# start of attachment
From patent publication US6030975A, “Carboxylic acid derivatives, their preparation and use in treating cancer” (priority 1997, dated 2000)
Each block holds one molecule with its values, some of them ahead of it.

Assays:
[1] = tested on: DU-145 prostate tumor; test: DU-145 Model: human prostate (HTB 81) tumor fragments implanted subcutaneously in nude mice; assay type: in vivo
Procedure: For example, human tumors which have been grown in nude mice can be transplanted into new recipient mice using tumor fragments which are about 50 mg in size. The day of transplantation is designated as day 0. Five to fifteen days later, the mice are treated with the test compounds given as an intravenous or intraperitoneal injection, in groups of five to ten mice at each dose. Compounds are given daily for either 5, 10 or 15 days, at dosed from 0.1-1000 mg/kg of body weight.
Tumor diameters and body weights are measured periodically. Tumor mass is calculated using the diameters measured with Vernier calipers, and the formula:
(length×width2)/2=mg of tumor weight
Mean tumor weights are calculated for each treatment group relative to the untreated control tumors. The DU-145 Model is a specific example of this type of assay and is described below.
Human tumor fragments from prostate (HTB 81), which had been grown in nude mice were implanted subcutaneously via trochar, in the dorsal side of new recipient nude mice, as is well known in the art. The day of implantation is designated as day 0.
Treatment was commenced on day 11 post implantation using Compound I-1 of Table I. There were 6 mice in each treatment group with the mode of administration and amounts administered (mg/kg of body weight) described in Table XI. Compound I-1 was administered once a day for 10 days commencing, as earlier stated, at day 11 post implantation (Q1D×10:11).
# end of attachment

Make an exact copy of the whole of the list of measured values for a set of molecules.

From patent publication US6030975A, “Carboxylic acid derivatives, their preparation and use in treating cancer” (priority 1997, dated 2000)
Each block holds one molecule with its values, some of them ahead of it.

Assays:
[1] = tested on: DU-145 prostate tumor; test: DU-145 Model: human prostate (HTB 81) tumor fragments implanted subcutaneously in nude mice; assay type: in vivo
Procedure: For example, human tumors which have been grown in nude mice can be transplanted into new recipient mice using tumor fragments which are about 50 mg in size. The day of transplantation is designated as day 0. Five to fifteen days later, the mice are treated with the test compounds given as an intravenous or intraperitoneal injection, in groups of five to ten mice at each dose. Compounds are given daily for either 5, 10 or 15 days, at dosed from 0.1-1000 mg/kg of body weight.
Tumor diameters and body weights are measured periodically. Tumor mass is calculated using the diameters measured with Vernier calipers, and the formula:
(length×width2)/2=mg of tumor weight
Mean tumor weights are calculated for each treatment group relative to the untreated control tumors. The DU-145 Model is a specific example of this type of assay and is described below.
Human tumor fragments from prostate (HTB 81), which had been grown in nude mice were implanted subcutaneously via trochar, in the dorsal side of new recipient nude mice, as is well known in the art. The day of implantation is designated as day 0.
Treatment was commenced on day 11 post implantation using Compound I-1 of Table I. There were 6 mice in each treatment group with the mode of administration and amounts administered (mg/kg of body weight) described in Table XI. Compound I-1 was administered once a day for 10 days commencing, as earlier stated, at day 11 post implantation (Q1D×10:11).